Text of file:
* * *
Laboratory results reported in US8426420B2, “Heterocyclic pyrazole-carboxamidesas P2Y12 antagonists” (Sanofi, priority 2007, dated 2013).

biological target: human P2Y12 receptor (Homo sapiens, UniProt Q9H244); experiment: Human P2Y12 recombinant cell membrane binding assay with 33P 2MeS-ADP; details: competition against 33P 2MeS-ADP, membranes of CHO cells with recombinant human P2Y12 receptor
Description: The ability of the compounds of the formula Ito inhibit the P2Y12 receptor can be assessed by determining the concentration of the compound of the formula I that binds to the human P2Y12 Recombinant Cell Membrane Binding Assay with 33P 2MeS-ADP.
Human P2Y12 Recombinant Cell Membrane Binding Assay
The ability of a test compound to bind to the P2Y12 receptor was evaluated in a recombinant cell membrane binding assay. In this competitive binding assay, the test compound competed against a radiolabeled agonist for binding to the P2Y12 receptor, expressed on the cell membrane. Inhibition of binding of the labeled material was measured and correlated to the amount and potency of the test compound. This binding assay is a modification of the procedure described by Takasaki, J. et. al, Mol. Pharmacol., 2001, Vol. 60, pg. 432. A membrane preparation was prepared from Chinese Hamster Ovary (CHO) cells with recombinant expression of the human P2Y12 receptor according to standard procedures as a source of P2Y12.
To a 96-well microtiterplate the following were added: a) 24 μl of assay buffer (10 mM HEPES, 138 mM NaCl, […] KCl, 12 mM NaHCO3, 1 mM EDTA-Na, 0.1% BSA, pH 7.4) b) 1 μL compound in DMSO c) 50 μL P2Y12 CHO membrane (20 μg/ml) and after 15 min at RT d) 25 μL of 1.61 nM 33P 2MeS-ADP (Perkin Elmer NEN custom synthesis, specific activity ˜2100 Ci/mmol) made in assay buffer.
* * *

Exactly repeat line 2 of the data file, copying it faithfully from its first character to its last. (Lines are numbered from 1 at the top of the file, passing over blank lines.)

biological target: human P2Y12 receptor (Homo sapiens, UniProt Q9H244); experiment: Human P2Y12 recombinant cell membrane binding assay with 33P 2MeS-ADP; details: competition against 33P 2MeS-ADP, membranes of CHO cells with recombinant human P2Y12 receptor